When Jesus perceived their thoughts :' in Luke vi. 8, But he knew their thoughts :' in Luke ix. 47, And Jesus perceiving the thought of their heart :' and in Luke ix. 17, But he, knowing their thoughts.' In all these passages we have the most absolute proof that it is the prerogative of Christ to search the heart; and that, therefore, he is the God to whom Solomon prayed. The same truth is also dtclared in the fullest manner by Christ, in each of his messages to the Seven Churches, in the verses beginning with, “I know thy works, &c.' See Rev. ü. iii.
5. Omnipresence is ascribed to Christ.
Matthew xvii. 20.· Where two or three are gathered together in my name, there am I in the midst of them.' This fact, the gathering together of persons in the name of Christ, has, from the times of the apostles, yearly existed in many thousands of places. Yet Christ, according to his own declaration, is in the midst of all these assemblies.
Matthew xxviii. 20.· Lo, I am with you alway, even unto the end of the world.' Here Christ declares, that he is with
the apostles and succeeding ministers alway, unto the end of the world. But Ministers are in a sense scattered throughout the world. With all these Christ has promised alway to be present.
Unitarians object against the interpretation of this passage, that éws ths outilsias To čimvos ought to be rendered ' unto the end of the age.' To this I answer, First, that this phrase is used three times in the Gospel of St. Matthew by Christ himself: Matthew xiii. 39, 40, and 49, The harvest is the end of the world; as therefore the tares are gathered and burned in the fire, so shall it be in the end of this world :' and again, • So shall it be at the end of the world: the angel shall come forth, and sever the wicked from among the just.' These, if I mistake not, are the only instances in which the phrase is used at all; and in alı these, except the passage now in dispute, it certainly signifies the end of the world at the general Judgment. There is no warrant for supposing that Christ, who used it in this sense in three instances out of four, totally varied his meaning in the fourth instance, without giving any notice of such variation.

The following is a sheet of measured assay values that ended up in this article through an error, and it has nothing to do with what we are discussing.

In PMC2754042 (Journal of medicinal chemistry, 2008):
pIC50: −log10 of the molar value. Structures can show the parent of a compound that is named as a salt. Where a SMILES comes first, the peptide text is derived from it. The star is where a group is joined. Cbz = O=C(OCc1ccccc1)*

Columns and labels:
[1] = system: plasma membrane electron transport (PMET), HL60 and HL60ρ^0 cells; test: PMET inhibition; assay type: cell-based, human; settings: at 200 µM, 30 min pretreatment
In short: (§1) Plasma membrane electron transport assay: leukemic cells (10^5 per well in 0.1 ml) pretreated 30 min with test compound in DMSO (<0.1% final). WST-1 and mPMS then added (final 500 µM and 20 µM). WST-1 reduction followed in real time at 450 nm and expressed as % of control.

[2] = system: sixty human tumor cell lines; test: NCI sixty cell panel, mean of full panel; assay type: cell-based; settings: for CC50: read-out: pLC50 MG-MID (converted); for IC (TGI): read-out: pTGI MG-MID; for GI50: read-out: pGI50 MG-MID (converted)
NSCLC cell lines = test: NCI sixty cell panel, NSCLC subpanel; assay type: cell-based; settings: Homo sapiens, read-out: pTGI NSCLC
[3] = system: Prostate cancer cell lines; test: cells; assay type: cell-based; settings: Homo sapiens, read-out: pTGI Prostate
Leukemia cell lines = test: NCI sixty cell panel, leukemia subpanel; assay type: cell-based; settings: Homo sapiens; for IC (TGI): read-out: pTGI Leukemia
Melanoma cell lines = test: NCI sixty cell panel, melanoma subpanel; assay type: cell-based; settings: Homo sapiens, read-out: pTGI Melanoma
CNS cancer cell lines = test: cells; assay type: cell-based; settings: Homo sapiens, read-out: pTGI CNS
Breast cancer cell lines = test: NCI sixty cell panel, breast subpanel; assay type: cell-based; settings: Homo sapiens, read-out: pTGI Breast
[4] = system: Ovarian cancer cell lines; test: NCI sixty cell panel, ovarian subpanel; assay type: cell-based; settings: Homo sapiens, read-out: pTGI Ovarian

Secondly: If the interpretation contended for be admitted, the passage will still equally declare the truth alleged from it. For, if Christ was present alway with the Apostles, only to the end of the Jewish age, he is omnipresent. They preached throughout a great part of the world. But no being could be present with them • alway,' in these separate and distant regions, but he who filleth all things.' Ephesians iv. 10.
To avoid the difficulty, which is presented to the Unitarians by this passage, Mr. Belsham, one of the most considerable Socinian writers at the present time, informs us, that Christ was with St. Paul, (and, I presume, therefore, with the other
I Apostles, since the promise was made personally to them,) by his bodily presence, which yet was invisible. Accordingly, Christ must be supposed to have been constantly and most rapidly flying throughout that age, from place to place, and from apostle to apostle. I cannot but blush for human nature, to see such wretched subterfuges resorted to by a man, styled a minister of the Gospel, as serious comments on the Word of God, for the sake of escaping from the plain meaning of his direct declarations, and for the sake of retaining a system
palpably contradictory to those declarations. What mind does not revolt at such a debasing representation of the Redeemer? Surely this gentleman might have recollected, that St. Peter said, that' the heavens must receive Christ until the times of the restitution of all things :' that St. Paul said, · When he had purged away our sins, by himself on the cross, he sat down at the right hand of the Majesty on high:' that Christ himself said to his disciples, ' And now I go my way to him that sent me:' and to the Father, in his intercessory prayer, * And now I am no more in the world; but these are in the world; and I come to thee.'